Originally posted on Fox Sports Kansas City
By SEAN KEELER  |  Last updated 9/20/13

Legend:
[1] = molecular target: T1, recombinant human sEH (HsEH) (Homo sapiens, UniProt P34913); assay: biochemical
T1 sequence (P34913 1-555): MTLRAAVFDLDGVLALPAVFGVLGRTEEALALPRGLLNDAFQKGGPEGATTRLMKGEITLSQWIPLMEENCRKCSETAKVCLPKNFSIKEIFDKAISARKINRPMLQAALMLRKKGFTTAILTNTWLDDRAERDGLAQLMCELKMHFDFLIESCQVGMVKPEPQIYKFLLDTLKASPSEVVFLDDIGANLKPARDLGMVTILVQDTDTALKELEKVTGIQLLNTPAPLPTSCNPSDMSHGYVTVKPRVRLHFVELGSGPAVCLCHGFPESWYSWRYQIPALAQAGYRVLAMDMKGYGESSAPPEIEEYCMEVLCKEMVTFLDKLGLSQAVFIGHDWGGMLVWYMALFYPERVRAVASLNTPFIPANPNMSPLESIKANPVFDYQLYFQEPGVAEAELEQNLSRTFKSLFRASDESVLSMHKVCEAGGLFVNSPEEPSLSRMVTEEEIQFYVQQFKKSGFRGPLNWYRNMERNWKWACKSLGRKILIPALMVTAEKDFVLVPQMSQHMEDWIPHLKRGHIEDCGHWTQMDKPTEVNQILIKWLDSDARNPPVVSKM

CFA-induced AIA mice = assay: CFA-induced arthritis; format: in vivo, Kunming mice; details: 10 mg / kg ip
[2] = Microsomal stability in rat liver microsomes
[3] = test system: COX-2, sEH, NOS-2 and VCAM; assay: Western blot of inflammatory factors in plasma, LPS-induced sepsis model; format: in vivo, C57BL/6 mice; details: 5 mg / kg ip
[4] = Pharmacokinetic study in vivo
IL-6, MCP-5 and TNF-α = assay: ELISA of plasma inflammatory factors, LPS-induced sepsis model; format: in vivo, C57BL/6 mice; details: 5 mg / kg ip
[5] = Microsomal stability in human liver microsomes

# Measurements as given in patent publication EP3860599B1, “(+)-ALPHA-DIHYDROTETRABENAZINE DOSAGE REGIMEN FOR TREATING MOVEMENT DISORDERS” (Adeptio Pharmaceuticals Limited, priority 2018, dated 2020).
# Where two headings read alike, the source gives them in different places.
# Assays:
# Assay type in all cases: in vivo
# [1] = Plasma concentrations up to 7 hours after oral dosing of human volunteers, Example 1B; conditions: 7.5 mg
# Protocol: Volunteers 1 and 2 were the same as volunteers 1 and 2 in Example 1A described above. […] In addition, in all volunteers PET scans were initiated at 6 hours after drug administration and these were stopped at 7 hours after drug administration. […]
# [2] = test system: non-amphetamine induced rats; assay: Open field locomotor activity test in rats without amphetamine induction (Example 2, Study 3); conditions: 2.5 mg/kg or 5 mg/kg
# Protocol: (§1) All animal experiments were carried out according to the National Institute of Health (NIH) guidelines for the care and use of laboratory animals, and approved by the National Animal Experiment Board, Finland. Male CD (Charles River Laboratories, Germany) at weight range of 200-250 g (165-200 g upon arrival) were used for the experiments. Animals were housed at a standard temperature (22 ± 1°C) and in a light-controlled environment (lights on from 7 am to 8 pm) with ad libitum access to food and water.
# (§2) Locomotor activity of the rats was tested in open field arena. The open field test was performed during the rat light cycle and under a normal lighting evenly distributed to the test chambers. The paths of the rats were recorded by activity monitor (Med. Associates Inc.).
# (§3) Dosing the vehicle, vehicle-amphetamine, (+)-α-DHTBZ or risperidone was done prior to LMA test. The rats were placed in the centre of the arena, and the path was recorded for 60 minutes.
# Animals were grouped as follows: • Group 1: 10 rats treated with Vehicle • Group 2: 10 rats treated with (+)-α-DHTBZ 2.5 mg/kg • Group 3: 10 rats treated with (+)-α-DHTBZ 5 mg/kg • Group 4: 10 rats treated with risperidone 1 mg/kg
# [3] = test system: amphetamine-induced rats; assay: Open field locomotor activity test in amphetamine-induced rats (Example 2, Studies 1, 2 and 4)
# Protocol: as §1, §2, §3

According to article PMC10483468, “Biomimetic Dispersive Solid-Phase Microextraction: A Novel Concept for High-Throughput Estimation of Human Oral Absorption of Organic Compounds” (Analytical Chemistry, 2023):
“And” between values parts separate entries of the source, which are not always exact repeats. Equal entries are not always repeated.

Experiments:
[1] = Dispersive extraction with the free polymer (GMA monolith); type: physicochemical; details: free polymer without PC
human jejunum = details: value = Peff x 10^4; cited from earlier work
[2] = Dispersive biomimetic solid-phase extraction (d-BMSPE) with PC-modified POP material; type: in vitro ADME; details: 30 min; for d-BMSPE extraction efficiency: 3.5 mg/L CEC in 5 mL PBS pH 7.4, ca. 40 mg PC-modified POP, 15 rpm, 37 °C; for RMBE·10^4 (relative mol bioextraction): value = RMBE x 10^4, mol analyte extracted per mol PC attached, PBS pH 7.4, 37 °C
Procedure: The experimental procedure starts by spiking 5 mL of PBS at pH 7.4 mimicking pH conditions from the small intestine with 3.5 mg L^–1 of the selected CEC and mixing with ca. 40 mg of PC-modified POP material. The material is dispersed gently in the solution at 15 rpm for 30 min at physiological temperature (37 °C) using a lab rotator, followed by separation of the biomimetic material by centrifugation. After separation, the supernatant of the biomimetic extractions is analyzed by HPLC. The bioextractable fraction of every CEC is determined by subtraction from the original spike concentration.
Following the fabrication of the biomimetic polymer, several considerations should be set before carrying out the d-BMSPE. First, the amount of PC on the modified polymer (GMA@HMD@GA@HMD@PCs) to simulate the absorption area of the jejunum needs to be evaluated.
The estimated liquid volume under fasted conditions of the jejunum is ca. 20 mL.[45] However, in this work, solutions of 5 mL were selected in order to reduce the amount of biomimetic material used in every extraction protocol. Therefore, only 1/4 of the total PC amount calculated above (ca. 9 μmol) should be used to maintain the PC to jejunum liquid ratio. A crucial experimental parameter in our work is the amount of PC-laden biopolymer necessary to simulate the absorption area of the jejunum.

KANSAS CITY, Mo. -- NFL players, by and large, aren't the brightest candles in the box when it comes to a lot of things -- money, personal safety, friends, agents, crisis management, the opposite sex -- but when it comes to coaches, they can smell a phony from a mile away. The glorious myth is one heartbeat, one pulse, 53 hands pulling on the same rope. The truth, as it is with most things, offers more shades of gray. College football players are indentured (if often -- gasp! -- slyly compensated) servants of the mighty dictator with the whistle, the long-term contract and the control over one-year-at-a-time scholarships. Pro football players are 53 small businesses gathered under one roof, grown men who need convincing that this is expletive deleted going to work. And, as much as anything, this is the most pressing challenge of the NFL coach, especially if they've led and enjoyed the dictator life. "Because I say so" suffices when you're herding 18-year-olds. A 29-year-old linebacker whose knee has been reduced to scars, cartilage and prayers, not so much. We bring this up because the Kansas City Chiefs have opened the season with three straight impressive wins, crashing the NFL penthouse and treating opposition quarterbacks the way a pack of wolves treats a deer carcass. Just one year removed from 2-14, rock bottom and the top pick in the 2013 NFL Draft, there's a pride here, a purpose. A swagger. "You know, to get a guy like Andy Reid, and his (history), to come in, that was huge for us," Chiefs tackle Donald Stephenson told FOXSportsKansasCity.com. "He just came in, and as soon as he walked in, it's like we had a certain confidence about us. We knew that things were going to turn around and we prepared for it." They trust. They believe. Look, these guys aren't dumb -- at least, not when it comes to the man at the front of the room. Reid won seven division titles in Philadelphia. He took the Eagles to a Super Bowl. In one of the toughest sports towns in America, he set the bar for more than a decade. And for the most part, his players in Philly loved him. These are cynical adults. Cynical adults with smartphones and Google apps. They talk. They socialize. They gossip. They can also look up your resume with a few clicks. Reid came to Kansas City with 132 NFL wins and 93 NFL losses under his belt. Romeo Crennel was 24-40 in five years with the Browns before his elevation to head coach here. Which is not to pick on Crennel, who was thrust onto the throne and asked to make chicken salad out of a setup that reeked of chicken scratch. But when Brian Daboll is drawing up possible ways for Matt Cassel to attack a defense, it's only natural for some eyes in the room to roll, same as they did in your office pool. Conversely, when Reid pulls up a slide and says, "Gentlemen, this his how we're going to beat the Cowboys," they know that he's done it 18 times already. They know that he knows. They trust. They believe. "I was very impressed with them when I was there, when I was there and watched the two practices (in the spring)," Dick Vermeil, the former Chiefs and Eagles coach told FOXSportsKansasCity.com. "And they're very talented. They added some nice talent, they added a quarterback -- they've done everything to make it a better football team. "They're extremely well-coached. They've got stability from the general manager (John Dorsey) on down now. I think they're on their way to a very good season." And let's be clear, too: A veteran pro coach with a proven track record guarantees you absolutely nothing. Hank Stram was a world champion in Kansas City and hit wall after wall in New Orleans. George Seifert rolled with the 49ers and flatlined in Charlotte. Mike Ditka is a Bears legend and a Saints afterthought. But it's funny what can happen after a few tweaks in scheme and several more in personnel, isn't it? This was a roster that underachieved comically (and tragically) last fall despite featuring six Pro Bowlers. To paraphrase former Chiefs general manager Scott Pioli's father-in-law, Bill Parcells, this franchise didn't just need a new dinner menu. It needed new groceries. It needed a new cook. "Coach Reid is going back to a place where he'd been for quite some time," defensive end Tyson Jackson had said a few days before Reid's new team in Kansas City visited his old one in Philadelphia. "But he's with the Chiefs now. And he's dedicated to us." They trust. They believe. At 3-0, the rest of the world is starting to believe, too. You can follow Sean Keeler on Twitter @seankeeler or email him at seanmkeeler@gmail.com.
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